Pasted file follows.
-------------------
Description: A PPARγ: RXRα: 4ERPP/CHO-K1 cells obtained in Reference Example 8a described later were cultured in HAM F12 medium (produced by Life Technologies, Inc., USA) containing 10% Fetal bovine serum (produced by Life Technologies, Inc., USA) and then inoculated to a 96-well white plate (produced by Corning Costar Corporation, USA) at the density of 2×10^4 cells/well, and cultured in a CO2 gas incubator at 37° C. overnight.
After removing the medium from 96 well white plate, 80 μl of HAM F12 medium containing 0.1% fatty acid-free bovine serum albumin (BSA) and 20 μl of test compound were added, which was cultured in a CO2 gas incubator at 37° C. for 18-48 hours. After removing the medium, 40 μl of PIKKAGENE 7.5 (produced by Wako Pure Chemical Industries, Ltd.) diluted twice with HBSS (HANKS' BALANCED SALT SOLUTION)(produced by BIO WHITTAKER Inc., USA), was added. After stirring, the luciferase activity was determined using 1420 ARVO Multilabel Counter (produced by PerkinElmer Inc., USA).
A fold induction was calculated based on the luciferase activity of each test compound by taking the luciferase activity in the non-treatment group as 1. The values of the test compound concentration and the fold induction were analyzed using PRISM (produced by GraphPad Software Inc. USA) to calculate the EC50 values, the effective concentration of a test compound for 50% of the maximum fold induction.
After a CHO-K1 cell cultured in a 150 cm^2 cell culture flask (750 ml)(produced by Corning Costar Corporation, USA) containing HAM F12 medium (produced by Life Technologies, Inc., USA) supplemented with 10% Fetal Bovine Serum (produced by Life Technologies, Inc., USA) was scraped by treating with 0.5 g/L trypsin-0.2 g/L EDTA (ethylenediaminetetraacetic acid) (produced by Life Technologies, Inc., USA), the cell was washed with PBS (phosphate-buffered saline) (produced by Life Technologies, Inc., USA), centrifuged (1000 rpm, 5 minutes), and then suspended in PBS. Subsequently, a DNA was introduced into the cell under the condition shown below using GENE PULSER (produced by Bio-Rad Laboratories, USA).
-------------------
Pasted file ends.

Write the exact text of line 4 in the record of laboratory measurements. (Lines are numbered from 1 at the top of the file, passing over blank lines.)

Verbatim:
After a CHO-K1 cell cultured in a 150 cm^2 cell culture flask (750 ml)(produced by Corning Costar Corporation, USA) containing HAM F12 medium (produced by Life Technologies, Inc., USA) supplemented with 10% Fetal Bovine Serum (produced by Life Technologies, Inc., USA) was scraped by treating with 0.5 g/L trypsin-0.2 g/L EDTA (ethylenediaminetetraacetic acid) (produced by Life Technologies, Inc., USA), the cell was washed with PBS (phosphate-buffered saline) (produced by Life Technologies, Inc., USA), centrifuged (1000 rpm, 5 minutes), and then suspended in PBS. Subsequently, a DNA was introduced into the cell under the condition shown below using GENE PULSER (produced by Bio-Rad Laboratories, USA).